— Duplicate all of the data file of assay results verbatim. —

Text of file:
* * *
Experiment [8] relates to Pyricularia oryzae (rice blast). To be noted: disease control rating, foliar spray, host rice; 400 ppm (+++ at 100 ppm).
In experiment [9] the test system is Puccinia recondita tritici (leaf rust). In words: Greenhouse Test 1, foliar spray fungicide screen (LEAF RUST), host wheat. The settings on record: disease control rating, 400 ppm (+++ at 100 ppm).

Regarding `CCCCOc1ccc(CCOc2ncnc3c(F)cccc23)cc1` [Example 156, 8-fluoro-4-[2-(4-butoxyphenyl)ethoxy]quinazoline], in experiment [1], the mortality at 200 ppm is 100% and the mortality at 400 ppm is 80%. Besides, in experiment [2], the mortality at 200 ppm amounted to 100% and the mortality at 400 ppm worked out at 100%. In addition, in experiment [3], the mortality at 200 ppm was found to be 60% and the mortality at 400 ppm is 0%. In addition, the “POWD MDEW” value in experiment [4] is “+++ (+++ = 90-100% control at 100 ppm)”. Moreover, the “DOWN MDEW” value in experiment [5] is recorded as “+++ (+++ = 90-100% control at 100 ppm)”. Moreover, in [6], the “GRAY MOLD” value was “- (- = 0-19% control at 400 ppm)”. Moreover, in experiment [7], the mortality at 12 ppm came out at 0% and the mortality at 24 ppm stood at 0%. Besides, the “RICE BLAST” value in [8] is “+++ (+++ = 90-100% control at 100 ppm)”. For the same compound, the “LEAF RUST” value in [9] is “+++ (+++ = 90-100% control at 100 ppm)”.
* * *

Experiment [8] relates to Pyricularia oryzae (rice blast). To be noted: disease control rating, foliar spray, host rice; 400 ppm (+++ at 100 ppm).
In experiment [9] the test system is Puccinia recondita tritici (leaf rust). In words: Greenhouse Test 1, foliar spray fungicide screen (LEAF RUST), host wheat. The settings on record: disease control rating, 400 ppm (+++ at 100 ppm).

Regarding `CCCCOc1ccc(CCOc2ncnc3c(F)cccc23)cc1` [Example 156, 8-fluoro-4-[2-(4-butoxyphenyl)ethoxy]quinazoline], in experiment [1], the mortality at 200 ppm is 100% and the mortality at 400 ppm is 80%. Besides, in experiment [2], the mortality at 200 ppm amounted to 100% and the mortality at 400 ppm worked out at 100%. In addition, in experiment [3], the mortality at 200 ppm was found to be 60% and the mortality at 400 ppm is 0%. In addition, the “POWD MDEW” value in experiment [4] is “+++ (+++ = 90-100% control at 100 ppm)”. Moreover, the “DOWN MDEW” value in experiment [5] is recorded as “+++ (+++ = 90-100% control at 100 ppm)”. Moreover, in [6], the “GRAY MOLD” value was “- (- = 0-19% control at 400 ppm)”. Moreover, in experiment [7], the mortality at 12 ppm came out at 0% and the mortality at 24 ppm stood at 0%. Besides, the “RICE BLAST” value in [8] is “+++ (+++ = 90-100% control at 100 ppm)”. For the same compound, the “LEAF RUST” value in [9] is “+++ (+++ = 90-100% control at 100 ppm)”.